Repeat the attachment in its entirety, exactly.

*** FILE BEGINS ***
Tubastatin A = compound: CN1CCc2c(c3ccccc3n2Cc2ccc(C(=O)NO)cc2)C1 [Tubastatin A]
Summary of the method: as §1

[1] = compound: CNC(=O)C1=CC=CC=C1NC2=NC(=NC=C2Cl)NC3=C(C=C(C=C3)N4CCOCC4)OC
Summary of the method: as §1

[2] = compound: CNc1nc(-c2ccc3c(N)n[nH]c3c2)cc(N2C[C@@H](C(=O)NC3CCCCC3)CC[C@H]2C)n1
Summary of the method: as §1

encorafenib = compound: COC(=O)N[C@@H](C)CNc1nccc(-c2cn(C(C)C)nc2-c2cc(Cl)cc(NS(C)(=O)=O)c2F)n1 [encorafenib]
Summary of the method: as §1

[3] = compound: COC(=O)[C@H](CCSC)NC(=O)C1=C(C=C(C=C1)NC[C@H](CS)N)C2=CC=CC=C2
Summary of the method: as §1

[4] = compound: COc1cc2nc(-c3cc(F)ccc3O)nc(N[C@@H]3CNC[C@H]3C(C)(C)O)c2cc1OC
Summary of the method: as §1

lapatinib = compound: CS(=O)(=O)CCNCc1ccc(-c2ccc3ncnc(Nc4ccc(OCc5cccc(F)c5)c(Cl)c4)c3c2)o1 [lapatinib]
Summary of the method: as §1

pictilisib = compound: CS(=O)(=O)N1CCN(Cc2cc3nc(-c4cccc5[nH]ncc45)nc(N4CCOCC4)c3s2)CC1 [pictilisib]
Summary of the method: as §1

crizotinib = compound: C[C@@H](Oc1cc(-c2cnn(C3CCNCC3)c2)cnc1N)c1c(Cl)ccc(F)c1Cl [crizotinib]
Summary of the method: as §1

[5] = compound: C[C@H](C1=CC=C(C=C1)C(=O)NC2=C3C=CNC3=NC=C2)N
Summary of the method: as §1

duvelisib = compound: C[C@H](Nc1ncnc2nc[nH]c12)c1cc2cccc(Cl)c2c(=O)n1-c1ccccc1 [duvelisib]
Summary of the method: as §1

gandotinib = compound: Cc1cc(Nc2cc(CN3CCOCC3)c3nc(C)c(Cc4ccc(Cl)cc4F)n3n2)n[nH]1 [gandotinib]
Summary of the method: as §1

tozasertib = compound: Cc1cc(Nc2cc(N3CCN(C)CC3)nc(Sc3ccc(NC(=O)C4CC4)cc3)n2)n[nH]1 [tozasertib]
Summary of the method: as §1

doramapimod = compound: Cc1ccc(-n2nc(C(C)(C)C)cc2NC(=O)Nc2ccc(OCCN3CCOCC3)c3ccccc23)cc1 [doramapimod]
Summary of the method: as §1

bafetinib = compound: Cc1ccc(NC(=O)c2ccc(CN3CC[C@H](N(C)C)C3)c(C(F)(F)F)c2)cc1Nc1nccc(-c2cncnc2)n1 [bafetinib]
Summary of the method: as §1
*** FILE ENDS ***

Tubastatin A = compound: CN1CCc2c(c3ccccc3n2Cc2ccc(C(=O)NO)cc2)C1 [Tubastatin A]
Summary of the method: as §1

[1] = compound: CNC(=O)C1=CC=CC=C1NC2=NC(=NC=C2Cl)NC3=C(C=C(C=C3)N4CCOCC4)OC
Summary of the method: as §1

[2] = compound: CNc1nc(-c2ccc3c(N)n[nH]c3c2)cc(N2C[C@@H](C(=O)NC3CCCCC3)CC[C@H]2C)n1
Summary of the method: as §1

encorafenib = compound: COC(=O)N[C@@H](C)CNc1nccc(-c2cn(C(C)C)nc2-c2cc(Cl)cc(NS(C)(=O)=O)c2F)n1 [encorafenib]
Summary of the method: as §1

[3] = compound: COC(=O)[C@H](CCSC)NC(=O)C1=C(C=C(C=C1)NC[C@H](CS)N)C2=CC=CC=C2
Summary of the method: as §1

[4] = compound: COc1cc2nc(-c3cc(F)ccc3O)nc(N[C@@H]3CNC[C@H]3C(C)(C)O)c2cc1OC
Summary of the method: as §1

lapatinib = compound: CS(=O)(=O)CCNCc1ccc(-c2ccc3ncnc(Nc4ccc(OCc5cccc(F)c5)c(Cl)c4)c3c2)o1 [lapatinib]
Summary of the method: as §1

pictilisib = compound: CS(=O)(=O)N1CCN(Cc2cc3nc(-c4cccc5[nH]ncc45)nc(N4CCOCC4)c3s2)CC1 [pictilisib]
Summary of the method: as §1

crizotinib = compound: C[C@@H](Oc1cc(-c2cnn(C3CCNCC3)c2)cnc1N)c1c(Cl)ccc(F)c1Cl [crizotinib]
Summary of the method: as §1

[5] = compound: C[C@H](C1=CC=C(C=C1)C(=O)NC2=C3C=CNC3=NC=C2)N
Summary of the method: as §1

duvelisib = compound: C[C@H](Nc1ncnc2nc[nH]c12)c1cc2cccc(Cl)c2c(=O)n1-c1ccccc1 [duvelisib]
Summary of the method: as §1

gandotinib = compound: Cc1cc(Nc2cc(CN3CCOCC3)c3nc(C)c(Cc4ccc(Cl)cc4F)n3n2)n[nH]1 [gandotinib]
Summary of the method: as §1

tozasertib = compound: Cc1cc(Nc2cc(N3CCN(C)CC3)nc(Sc3ccc(NC(=O)C4CC4)cc3)n2)n[nH]1 [tozasertib]
Summary of the method: as §1

doramapimod = compound: Cc1ccc(-n2nc(C(C)(C)C)cc2NC(=O)Nc2ccc(OCCN3CCOCC3)c3ccccc23)cc1 [doramapimod]
Summary of the method: as §1

bafetinib = compound: Cc1ccc(NC(=O)c2ccc(CN3CC[C@H](N(C)C)C3)c(C(F)(F)F)c2)cc1Nc1nccc(-c2cncnc2)n1 [bafetinib]
Summary of the method: as §1